However, with a long-term perspective, you can view these fluctuations as temporary. And you’re more likely to hold onto your investments through the ups and downs.


The continued relevance of “The Intelligent Investor”

So, you may be thinking, “This book was written over 70 years ago, can its principles still be applied to modern investing?”

Well, yes.

Despite the advancements in technology and the changes in the investment landscape, the principles outlined in The Intelligent Investor summary remain as relevant today as they were when the book was first published.

The book provides a timeless framework for investing that emphasizes the importance of discipline, patience, and a focus on value.

One of the key principles of the book is fundamental analysis. Fundamental analysis is the process of evaluating a company’s financial health and future growth potential.

This principle remains as relevant today as it was in Graham’s time. In fact, with the abundance of financial data available, it’s easier than ever to perform a thorough fundamental analysis of a company.

Another principle emphasized in the book is the margin of safety. This principle states that an investor should only invest in a stock when it’s trading at a price that provides a margin of safety.

In other words, the investor should only invest when the stock is undervalued, providing a buffer against potential losses.

Finally, the book also highlights the importance of diversification. Diversification is the process of spreading your investments across different asset classes and industries to reduce your risk. This principle remains as relevant today as it was in Graham’s time, and it’s essential to ensure a well-rounded investment portfolio.

Active vs passive investor

Have you ever heard someone say, “Why bother trying to pick individual stocks when you can just put your money into an index fund and let the market do the work for you?”.

That’s the basic idea behind passive investing.

On the other hand, active investing involves actively picking and choosing individual stocks in an attempt to beat the market.

Now, let’s see what Benjamin Graham had to say about these two approaches. In The Intelligent Investor summary, Graham emphasized the importance of a long-term investment approach and advocated for a passive strategy.

He believed that the majority of individual investors would be better off investing in a diversified portfolio of low-cost index funds, as trying to beat the market through active investing was a difficult and often fruitless task.

However, Graham recognized that there were exceptions to this rule and that some investors, particularly those with a strong understanding of fundamental analysis, could benefit from an active approach.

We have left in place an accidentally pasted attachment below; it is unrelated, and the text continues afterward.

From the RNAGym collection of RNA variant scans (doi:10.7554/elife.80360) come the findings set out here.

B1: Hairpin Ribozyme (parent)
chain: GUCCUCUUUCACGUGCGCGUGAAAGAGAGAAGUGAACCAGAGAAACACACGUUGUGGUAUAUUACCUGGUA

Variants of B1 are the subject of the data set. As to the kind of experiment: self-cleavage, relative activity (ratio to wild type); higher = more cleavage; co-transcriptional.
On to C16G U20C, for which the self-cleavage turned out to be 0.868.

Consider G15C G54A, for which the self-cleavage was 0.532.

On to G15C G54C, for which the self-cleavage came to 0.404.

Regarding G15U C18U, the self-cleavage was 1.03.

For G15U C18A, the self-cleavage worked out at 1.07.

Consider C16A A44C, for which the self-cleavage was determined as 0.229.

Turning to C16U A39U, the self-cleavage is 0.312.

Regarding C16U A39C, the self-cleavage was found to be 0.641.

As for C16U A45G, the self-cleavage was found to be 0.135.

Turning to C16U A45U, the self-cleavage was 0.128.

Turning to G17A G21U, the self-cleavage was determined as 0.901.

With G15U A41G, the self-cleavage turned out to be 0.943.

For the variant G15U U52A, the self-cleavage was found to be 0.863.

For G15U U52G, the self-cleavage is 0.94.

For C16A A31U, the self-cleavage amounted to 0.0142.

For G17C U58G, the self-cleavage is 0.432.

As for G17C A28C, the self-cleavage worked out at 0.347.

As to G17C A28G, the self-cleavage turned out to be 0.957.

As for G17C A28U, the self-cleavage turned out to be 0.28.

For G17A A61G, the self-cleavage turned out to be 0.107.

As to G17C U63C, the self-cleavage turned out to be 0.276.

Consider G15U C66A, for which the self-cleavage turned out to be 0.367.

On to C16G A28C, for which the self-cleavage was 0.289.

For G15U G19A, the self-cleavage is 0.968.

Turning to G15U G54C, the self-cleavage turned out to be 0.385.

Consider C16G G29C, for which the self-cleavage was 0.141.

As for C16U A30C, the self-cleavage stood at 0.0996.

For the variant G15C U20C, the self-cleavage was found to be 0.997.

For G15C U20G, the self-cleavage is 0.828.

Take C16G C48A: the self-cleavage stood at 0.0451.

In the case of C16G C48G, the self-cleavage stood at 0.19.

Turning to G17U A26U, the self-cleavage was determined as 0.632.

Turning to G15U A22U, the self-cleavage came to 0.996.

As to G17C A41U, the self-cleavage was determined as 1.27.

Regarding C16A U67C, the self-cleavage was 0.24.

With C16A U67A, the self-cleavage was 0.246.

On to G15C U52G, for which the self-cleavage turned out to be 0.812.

He emphasized that an active investor must have a margin of safety, a clear understanding of their investment thesis, and the discipline to stick to their strategy even in the face of market volatility.

Moving on.

Defensive vs enterprising investor

In the book, Graham introduces two different investment approaches for investors — the defensive investor and the enterprising investor.

The defensive investor focuses on investing in low-risk, high-quality stocks and bonds with a long-term focus. This approach is ideal for those who seek stability and preservation of capital.

On the other hand, the enterprising investor is willing to take on more risk and looks for undervalued stocks with growth potential.

This approach is best suited for those who are looking to generate higher returns and are willing to put in the time and effort to find and analyze investment opportunities.

It’s worth noting that both the defensive and enterprising investment approaches are relevant in today’s investment landscape. In fact, they are related to the distinction between active and passive investment strategies (described above).

Passive investing involves buying low-cost index funds or ETFs that track the market, while active investing involves taking a more hands-on approach (like picking individual stocks).

Graham’s ideas and principles continue to shape investment thinking and are still widely discussed and debated by investors today.

Additional tips to consider

In addition to the five key takeaways discussed in this article, there are several other important tips that can be obtained from reading The Intelligent Investor summary. These include:

Diversification: Graham emphasizes the importance of diversification in creating a well-rounded investment portfolio.

By spreading your investments across different types of stocks, bonds, and other assets, you can reduce the risk of your portfolio being negatively impacted by the failure of a single investment.

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Avoiding common investor traps: Graham also warns against several common investor traps (such as market timing and herd mentality).

Market timing refers to trying to predict when the market will go up or down (which is almost impossible to do consistently).

Herd mentality refers to following the crowd and investing in the same stocks as everyone else, rather than doing your own research and making independent investment decisions.

Continuous education: Graham emphasizes the importance of continuous education when it comes to investing. He believes that investors should constantly be educating themselves — about the market and investing — to make informed decisions.

Role of the stockbroker: Graham also has strong views on the role of the stockbroker in the investment process.